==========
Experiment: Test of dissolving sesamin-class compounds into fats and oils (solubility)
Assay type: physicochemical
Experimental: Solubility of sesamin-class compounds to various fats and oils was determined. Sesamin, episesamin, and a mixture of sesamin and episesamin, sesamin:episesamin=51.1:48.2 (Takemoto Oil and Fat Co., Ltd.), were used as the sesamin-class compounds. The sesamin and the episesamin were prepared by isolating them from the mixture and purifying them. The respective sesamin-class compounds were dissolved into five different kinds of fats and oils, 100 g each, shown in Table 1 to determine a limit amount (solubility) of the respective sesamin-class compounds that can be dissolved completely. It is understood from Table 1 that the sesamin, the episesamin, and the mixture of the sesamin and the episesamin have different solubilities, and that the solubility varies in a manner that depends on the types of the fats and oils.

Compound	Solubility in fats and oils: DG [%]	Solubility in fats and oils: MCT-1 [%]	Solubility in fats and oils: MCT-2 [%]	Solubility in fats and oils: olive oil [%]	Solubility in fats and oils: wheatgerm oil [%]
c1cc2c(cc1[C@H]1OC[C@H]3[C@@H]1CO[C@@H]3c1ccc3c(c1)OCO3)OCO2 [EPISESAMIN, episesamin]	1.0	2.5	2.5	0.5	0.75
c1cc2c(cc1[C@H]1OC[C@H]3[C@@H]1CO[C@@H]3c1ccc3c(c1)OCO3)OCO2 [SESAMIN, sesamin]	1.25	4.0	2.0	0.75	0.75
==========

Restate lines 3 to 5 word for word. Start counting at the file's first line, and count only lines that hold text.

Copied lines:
Experimental: Solubility of sesamin-class compounds to various fats and oils was determined. Sesamin, episesamin, and a mixture of sesamin and episesamin, sesamin:episesamin=51.1:48.2 (Takemoto Oil and Fat Co., Ltd.), were used as the sesamin-class compounds. The sesamin and the episesamin were prepared by isolating them from the mixture and purifying them. The respective sesamin-class compounds were dissolved into five different kinds of fats and oils, 100 g each, shown in Table 1 to determine a limit amount (solubility) of the respective sesamin-class compounds that can be dissolved completely. It is understood from Table 1 that the sesamin, the episesamin, and the mixture of the sesamin and the episesamin have different solubilities, and that the solubility varies in a manner that depends on the types of the fats and oils.

Compound	Solubility in fats and oils: DG [%]	Solubility in fats and oils: MCT-1 [%]	Solubility in fats and oils: MCT-2 [%]	Solubility in fats and oils: olive oil [%]	Solubility in fats and oils: wheatgerm oil [%]
c1cc2c(cc1[C@H]1OC[C@H]3[C@@H]1CO[C@@H]3c1ccc3c(c1)OCO3)OCO2 [EPISESAMIN, episesamin]	1.0	2.5	2.5	0.5	0.75